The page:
“Le vide est tout-puissant, parce qu’il peut tout contenir.”(The void is omnipotent because it can contain anything.)
Everything about Charlotte Perriand (1903-1999) inspires me. Parisienne, architect and designer, Le Corbusier’s right-hand woman, mother of one and working until she was 90. She was way ahead of her time and went her own way. Through the architecture of the kitchen, which she calls a petite prison, she tries to liberate women. She designed an open kitchen, which was separated by a bar and involved the woman in the social activities in the house. Because, she argues, the woman is destined to take care of the family, which means that she is working in the kitchen just about all day. First breakfast has to be made, then lunch follows and in the afternoon the preparations for dinner are on the program. Add to that doing the the dishes and the word kitchen princess takes on a new meaning. In 1943, Charlotte went to Japan to discover the traditional crafts she applied in her work. She is inspired by theïsme and the concept of emptiness becomes an even more emphatic part of her work.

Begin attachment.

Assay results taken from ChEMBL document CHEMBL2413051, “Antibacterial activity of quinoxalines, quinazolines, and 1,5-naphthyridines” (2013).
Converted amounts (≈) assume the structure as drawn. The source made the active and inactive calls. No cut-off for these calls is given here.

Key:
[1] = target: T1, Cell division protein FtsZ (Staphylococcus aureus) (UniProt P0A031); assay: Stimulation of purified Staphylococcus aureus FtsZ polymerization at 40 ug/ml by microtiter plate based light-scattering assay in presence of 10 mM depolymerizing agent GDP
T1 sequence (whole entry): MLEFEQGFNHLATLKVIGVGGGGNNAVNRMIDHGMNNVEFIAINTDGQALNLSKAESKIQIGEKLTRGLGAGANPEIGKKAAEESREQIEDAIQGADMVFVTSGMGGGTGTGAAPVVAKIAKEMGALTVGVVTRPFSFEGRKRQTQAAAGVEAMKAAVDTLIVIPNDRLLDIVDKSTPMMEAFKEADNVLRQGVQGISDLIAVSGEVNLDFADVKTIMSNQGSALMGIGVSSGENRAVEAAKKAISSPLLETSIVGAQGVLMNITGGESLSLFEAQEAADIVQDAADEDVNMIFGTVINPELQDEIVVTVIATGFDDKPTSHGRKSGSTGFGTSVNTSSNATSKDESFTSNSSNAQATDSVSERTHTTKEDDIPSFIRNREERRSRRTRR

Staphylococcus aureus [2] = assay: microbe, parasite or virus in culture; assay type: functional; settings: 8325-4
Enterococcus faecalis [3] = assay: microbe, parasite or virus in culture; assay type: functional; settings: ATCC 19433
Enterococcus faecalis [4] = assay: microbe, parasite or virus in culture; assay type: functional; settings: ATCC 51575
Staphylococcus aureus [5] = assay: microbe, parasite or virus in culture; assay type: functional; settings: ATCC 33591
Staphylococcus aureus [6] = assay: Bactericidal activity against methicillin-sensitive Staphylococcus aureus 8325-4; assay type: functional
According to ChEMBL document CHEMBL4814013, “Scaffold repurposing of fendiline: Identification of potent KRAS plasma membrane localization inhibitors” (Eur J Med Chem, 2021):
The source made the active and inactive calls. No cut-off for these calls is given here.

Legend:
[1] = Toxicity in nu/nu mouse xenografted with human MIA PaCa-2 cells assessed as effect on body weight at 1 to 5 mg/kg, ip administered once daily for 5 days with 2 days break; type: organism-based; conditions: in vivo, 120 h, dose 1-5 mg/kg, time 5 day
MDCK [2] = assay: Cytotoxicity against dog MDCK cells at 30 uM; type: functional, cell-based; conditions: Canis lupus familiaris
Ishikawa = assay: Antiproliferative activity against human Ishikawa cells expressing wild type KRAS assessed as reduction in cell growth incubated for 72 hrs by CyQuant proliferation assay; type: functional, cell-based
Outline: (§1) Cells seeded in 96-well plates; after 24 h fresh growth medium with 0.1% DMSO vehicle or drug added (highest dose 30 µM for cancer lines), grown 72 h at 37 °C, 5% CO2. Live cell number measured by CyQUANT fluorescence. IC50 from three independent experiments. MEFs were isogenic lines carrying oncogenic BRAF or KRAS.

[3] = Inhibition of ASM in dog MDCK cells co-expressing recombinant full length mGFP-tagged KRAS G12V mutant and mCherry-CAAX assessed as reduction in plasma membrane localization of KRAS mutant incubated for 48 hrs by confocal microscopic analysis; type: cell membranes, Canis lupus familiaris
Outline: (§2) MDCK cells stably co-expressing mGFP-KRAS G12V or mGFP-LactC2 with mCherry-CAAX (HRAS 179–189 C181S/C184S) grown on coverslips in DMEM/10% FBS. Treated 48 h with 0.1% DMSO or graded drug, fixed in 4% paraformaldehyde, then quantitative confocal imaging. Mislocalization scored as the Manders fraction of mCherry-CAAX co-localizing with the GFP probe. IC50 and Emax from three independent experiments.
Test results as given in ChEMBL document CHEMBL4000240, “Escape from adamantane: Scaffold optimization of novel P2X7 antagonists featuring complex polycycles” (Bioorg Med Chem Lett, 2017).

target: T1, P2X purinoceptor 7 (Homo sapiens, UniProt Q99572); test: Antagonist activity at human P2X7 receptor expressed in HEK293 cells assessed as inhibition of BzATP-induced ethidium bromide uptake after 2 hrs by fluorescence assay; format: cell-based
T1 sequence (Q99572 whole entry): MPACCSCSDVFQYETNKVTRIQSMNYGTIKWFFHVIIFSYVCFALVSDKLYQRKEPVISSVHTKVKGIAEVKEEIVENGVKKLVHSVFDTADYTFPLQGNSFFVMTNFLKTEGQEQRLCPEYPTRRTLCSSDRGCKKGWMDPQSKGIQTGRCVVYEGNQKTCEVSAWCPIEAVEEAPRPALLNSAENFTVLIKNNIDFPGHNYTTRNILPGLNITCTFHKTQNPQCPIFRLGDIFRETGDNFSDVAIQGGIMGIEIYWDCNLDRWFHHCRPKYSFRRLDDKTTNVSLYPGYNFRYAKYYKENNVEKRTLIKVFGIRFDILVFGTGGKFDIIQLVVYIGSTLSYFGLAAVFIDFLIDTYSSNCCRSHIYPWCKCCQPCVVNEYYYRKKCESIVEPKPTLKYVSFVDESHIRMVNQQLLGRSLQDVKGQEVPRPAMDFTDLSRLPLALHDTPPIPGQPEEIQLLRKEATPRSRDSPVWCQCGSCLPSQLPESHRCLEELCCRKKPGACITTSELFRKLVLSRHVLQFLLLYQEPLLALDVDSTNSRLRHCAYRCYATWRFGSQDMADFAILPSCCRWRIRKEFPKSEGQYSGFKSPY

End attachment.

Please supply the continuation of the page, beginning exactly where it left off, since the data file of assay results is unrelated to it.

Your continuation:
In 1993, at the age of 90, she designed a chamber (chamber thé) for the Unseco headquarters in Paris. It becomes a transient space. “The mundane distances us from the essential,” she says. “Working to consume, everything to keep the machine running. An economic slavery that has no regard for the beauty of life.”
Photo: Bookshelf ca. 1950